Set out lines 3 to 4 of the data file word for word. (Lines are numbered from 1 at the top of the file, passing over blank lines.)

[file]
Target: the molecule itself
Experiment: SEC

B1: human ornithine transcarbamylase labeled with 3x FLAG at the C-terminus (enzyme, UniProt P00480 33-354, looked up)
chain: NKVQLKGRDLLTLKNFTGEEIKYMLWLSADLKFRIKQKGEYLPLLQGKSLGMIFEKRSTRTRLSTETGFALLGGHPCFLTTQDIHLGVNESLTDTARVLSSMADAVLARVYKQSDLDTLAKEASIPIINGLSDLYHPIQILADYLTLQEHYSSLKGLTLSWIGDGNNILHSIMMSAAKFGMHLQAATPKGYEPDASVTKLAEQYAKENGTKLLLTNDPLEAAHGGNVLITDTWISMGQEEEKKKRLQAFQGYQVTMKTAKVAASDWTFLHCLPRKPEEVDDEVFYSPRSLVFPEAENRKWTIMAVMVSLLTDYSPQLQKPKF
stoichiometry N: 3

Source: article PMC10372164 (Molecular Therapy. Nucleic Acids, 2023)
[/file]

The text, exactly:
B1: human ornithine transcarbamylase labeled with 3x FLAG at the C-terminus (enzyme, UniProt P00480 33-354, looked up)
chain: NKVQLKGRDLLTLKNFTGEEIKYMLWLSADLKFRIKQKGEYLPLLQGKSLGMIFEKRSTRTRLSTETGFALLGGHPCFLTTQDIHLGVNESLTDTARVLSSMADAVLARVYKQSDLDTLAKEASIPIINGLSDLYHPIQILADYLTLQEHYSSLKGLTLSWIGDGNNILHSIMMSAAKFGMHLQAATPKGYEPDASVTKLAEQYAKENGTKLLLTNDPLEAAHGGNVLITDTWISMGQEEEKKKRLQAFQGYQVTMKTAKVAASDWTFLHCLPRKPEEVDDEVFYSPRSLVFPEAENRKWTIMAVMVSLLTDYSPQLQKPKF